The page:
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Confiscation of criminal assets
The European Commission has proposed new rules to allow for more effective recovery of assets acquired through crime.
The new rules will enhance the ability of Member States to confiscate assets that have been transferred to third parties, it will make it easier to confiscate criminal assets even when the suspect has fled and will ensure that competent authorities can temporarily freeze assets that risk disappearing if no action is taken.
At present, the amounts recovered from organised crime are modest if compared to the huge revenues generated by illegal activities such as drug trafficking, counterfeiting, human trafficking and small arms smuggling.
In the EU the profits derived from organised crime are substantial. For example, EU sales of illicit drugs generate an estimated €100 billion per year. In the United Kingdom in 2006 organised criminal revenue was estimated at £15 billion. In the same year, £125 million were recovered by the state.
The proposal will simplify existing rules and fill important gaps which are exploited by organised crime. It will:
- Lay down clearer and more efficient rules for confiscating assets not directly linked to a specific crime, but which clearly result from similar criminal activities by the convicted person (extended confiscation).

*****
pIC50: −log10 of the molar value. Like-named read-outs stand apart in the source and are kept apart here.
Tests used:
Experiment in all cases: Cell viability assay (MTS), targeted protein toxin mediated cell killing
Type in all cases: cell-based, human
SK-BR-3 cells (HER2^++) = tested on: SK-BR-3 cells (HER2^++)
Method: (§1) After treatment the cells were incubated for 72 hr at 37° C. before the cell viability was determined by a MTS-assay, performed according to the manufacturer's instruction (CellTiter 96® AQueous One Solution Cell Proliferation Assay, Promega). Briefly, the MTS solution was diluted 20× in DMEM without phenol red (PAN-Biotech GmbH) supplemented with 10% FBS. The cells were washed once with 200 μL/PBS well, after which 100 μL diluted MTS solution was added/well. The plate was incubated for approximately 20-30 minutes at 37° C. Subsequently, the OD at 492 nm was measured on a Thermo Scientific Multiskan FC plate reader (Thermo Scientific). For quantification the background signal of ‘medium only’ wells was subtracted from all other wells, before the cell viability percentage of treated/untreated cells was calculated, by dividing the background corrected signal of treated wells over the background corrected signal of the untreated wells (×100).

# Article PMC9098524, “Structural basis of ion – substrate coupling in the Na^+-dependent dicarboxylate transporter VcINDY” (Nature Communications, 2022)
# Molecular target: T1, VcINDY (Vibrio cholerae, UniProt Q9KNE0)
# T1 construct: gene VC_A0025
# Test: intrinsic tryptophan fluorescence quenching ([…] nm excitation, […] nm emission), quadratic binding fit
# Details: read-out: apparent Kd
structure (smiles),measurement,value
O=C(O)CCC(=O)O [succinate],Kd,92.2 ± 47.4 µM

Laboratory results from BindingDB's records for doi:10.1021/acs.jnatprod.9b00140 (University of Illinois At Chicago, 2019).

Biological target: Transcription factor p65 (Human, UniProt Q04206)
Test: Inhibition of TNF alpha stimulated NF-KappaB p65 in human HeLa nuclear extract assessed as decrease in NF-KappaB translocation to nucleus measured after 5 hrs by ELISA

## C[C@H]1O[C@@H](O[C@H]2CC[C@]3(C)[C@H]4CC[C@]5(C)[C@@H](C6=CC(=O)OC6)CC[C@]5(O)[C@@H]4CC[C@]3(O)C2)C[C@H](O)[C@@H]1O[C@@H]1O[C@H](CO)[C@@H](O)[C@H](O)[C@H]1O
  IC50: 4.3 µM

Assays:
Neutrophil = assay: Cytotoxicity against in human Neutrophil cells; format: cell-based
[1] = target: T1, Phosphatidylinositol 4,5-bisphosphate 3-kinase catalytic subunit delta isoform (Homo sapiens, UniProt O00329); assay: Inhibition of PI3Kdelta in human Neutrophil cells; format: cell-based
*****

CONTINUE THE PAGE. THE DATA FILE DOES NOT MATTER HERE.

- Strengthen the rules on the confiscation of assets that are transferred from the suspect to a third party who should have realised that they derive from crime (third-party confiscation).
- Allow confiscation of assets where a criminal conviction is not possible because the suspect is dead, permanently ill or has fled (limited non-conviction based confiscation).
- Ensure that prosecutors can temporarily freeze assets that risk disappearing if no action is taken, subject to confirmation by a court (precautionary freezing).
- Require Member States to manage frozen assets so that they do not lose economic value before they are eventually confiscated (asset management).
- Ensure that actions taken to freeze and confiscate assets are balanced by strong measures to protect fundamental rights, in particular to ensure that individual's right to a presumption of innocence and the right to property are respected.
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